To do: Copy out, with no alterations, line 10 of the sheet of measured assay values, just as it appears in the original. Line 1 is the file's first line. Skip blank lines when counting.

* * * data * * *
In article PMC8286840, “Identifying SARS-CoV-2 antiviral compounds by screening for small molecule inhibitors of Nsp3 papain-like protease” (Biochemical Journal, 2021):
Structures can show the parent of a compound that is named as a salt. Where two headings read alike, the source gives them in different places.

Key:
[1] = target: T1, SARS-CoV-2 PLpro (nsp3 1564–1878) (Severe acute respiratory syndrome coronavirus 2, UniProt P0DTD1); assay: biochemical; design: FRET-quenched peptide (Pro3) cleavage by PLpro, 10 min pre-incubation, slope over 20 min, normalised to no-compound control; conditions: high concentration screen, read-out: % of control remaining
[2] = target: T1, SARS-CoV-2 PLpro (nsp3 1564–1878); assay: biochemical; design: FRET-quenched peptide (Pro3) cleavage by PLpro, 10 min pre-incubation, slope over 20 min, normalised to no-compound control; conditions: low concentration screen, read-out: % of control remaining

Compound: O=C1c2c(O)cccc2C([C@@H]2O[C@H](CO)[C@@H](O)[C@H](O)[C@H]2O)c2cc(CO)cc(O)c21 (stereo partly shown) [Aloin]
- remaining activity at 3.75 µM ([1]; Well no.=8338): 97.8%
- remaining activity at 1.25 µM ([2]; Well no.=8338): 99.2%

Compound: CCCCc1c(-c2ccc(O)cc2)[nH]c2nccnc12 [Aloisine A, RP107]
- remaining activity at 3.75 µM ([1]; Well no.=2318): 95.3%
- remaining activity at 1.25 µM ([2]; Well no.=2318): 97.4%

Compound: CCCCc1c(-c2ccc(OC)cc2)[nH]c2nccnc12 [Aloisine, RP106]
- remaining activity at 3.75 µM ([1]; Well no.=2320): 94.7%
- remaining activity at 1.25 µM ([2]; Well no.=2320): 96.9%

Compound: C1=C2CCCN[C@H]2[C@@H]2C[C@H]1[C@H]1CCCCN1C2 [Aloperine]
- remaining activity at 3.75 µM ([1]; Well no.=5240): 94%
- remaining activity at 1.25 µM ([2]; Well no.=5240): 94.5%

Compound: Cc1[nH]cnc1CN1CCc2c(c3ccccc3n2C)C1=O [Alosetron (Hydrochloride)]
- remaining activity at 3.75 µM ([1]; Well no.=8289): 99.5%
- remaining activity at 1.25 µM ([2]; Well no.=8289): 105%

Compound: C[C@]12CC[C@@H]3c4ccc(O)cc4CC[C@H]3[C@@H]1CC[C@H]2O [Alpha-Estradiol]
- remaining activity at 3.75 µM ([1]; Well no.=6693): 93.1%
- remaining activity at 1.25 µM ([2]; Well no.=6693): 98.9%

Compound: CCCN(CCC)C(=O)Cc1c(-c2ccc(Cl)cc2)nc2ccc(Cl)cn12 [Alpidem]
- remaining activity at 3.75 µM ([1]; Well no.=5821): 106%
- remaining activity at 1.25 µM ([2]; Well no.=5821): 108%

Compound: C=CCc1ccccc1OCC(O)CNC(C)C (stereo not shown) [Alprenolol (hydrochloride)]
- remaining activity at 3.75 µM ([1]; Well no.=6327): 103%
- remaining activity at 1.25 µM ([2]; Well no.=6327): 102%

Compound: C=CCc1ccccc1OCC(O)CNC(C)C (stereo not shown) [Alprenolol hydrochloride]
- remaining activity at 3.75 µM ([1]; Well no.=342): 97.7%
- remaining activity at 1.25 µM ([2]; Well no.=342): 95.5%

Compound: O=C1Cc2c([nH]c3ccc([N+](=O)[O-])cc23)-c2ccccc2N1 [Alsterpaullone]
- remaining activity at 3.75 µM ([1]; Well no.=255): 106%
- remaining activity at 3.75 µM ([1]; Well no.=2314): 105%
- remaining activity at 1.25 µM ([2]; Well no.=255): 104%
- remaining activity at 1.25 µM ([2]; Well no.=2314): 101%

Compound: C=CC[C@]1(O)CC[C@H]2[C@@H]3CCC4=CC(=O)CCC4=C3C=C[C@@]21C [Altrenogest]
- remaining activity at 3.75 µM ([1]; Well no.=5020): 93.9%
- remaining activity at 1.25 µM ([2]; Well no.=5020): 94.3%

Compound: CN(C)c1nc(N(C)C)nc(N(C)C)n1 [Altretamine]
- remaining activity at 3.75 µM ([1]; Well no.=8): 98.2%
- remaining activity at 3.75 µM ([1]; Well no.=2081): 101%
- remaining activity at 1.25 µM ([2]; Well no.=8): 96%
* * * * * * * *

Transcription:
- remaining activity at 3.75 µM ([1]; Well no.=2318): 95.3%